Let It Breath?

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GoodTruble

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I swear many of my beers taste a tad off on the first sip, but if I just let them sit 5-10 minutes, the flavor improves a lot (even when I don't drink during that 5-10 minutes =c) )

I know wine drinking friends who will often suggest "let it breath a bit" when they open a bottle.

Is it just in my head, or can the beer's taste actually improve by just letting it sit in the glass a bit? -These were all bottled beers, btw. Or maybe the flavors just come out more as it warms up a bit?
 

hotbeer

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I always liked beer on the warmer side of what many serve and drink it at today. Perhaps part of it comes from me going to Germany on a school trip when 16 yo and getting to legally drink some great beers at the warmer temps they serve beer at in Europe.
 

Golddiggie

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What temperature are you chilling your beer to? IME, even a few degrees (F) can effect the flavor/sensory effects when drinking beer. It also effects tastes of mead.

I keep my kegs at ~41F (or 40-42F via the keezer controller) since they're also styles from the British Isles.

Another factor that could be part of things is if your beer is carbonated in the higher range of a style. Or over carbonated if you bottle and just used the included packet of priming sugar.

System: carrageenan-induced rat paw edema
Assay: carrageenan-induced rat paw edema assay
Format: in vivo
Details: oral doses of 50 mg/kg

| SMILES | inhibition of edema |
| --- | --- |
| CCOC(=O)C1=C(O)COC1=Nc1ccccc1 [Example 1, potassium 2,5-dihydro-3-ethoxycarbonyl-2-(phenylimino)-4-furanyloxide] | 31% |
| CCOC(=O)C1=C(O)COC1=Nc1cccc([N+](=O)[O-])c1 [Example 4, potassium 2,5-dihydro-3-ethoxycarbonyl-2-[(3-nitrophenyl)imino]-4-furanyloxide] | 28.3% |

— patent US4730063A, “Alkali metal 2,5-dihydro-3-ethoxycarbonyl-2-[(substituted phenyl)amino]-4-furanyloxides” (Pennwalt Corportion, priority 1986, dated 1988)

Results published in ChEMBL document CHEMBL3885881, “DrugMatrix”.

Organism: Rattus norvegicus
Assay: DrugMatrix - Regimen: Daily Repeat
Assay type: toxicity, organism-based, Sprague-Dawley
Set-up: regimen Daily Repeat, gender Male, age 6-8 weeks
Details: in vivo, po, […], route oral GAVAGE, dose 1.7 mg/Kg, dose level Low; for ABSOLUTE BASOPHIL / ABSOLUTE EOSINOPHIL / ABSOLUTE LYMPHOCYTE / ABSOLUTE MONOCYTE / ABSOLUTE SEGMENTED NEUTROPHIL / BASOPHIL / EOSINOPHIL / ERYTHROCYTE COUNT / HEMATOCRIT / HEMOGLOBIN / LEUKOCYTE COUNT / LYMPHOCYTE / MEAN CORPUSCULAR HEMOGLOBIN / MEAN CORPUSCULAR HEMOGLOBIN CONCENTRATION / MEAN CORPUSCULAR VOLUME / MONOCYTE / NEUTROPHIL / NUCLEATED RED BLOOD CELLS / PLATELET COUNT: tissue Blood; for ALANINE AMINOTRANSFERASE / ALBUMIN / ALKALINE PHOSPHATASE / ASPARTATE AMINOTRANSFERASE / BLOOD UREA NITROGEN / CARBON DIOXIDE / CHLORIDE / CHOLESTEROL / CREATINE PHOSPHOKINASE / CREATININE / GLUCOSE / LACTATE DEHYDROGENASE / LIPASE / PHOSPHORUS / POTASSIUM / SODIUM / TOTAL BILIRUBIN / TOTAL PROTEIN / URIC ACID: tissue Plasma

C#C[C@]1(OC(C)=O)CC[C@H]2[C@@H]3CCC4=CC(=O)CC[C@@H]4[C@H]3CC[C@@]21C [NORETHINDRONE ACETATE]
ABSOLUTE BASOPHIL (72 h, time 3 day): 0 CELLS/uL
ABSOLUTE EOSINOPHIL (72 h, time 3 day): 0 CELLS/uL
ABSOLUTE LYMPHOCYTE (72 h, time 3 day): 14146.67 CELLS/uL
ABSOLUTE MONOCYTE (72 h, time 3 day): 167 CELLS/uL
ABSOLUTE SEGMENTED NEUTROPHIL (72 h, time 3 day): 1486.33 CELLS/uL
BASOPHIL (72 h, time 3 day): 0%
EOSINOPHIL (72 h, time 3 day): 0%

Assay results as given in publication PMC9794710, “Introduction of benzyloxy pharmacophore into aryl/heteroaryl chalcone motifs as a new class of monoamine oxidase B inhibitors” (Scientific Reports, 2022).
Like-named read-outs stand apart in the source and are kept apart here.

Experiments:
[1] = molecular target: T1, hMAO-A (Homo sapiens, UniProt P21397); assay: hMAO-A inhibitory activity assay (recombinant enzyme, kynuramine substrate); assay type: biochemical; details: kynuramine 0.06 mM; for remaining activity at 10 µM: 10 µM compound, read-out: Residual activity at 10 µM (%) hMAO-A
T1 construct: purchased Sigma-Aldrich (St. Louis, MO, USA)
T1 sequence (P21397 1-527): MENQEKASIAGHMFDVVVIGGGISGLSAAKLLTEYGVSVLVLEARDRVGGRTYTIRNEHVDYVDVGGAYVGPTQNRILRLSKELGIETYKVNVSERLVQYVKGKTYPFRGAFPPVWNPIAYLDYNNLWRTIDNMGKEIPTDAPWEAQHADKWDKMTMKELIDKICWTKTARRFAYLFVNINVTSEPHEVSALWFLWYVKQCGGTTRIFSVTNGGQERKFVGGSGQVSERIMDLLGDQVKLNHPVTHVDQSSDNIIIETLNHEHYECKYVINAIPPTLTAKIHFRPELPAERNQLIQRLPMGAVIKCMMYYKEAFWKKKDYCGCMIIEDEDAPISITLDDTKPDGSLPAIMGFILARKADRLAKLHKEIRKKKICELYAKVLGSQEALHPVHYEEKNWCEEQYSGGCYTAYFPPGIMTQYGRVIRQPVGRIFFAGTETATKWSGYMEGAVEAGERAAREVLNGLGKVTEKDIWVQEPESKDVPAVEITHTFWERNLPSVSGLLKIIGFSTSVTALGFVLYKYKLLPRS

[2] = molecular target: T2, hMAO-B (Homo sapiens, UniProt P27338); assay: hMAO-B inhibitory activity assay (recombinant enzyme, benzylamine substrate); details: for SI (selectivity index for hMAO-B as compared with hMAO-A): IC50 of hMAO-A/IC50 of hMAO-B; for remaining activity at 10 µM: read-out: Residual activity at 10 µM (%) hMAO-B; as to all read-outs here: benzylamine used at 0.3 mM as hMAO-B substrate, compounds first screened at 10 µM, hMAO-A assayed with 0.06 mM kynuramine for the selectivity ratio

rburrelli

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Are you drinking from the bottle or pouring in a glass? It makes a huge difference IMHO.
 
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GoodTruble

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I'm always pouring homebrew into a glass (-I'm not a caveman =c) ). -And the fridge temp holding the bottles is probably 35 F.

So it's probably just the warming effect. It's been most notable in Belgian beers, a triple and two different saisons.
 

Snuffy

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Letting a bottle breathe gives it time to release gasses and aromas that could change your perception of flavor.
 

Dancy

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Yes, warming it a bit allows the flavors to be more prominent and melded. Ice cold beer is great for flavorless beer (and worse, in a frosted mug!!!!) but good beer is better served a bit warmer, depending on the style.
+1 on this. I recently started brewing Belgian Dark Strong Ales and detect a significant flavor difference after it sits 10-15 minutes. More nuanced flavors come through. I’ve noticed this with stouts I drink as well.
 
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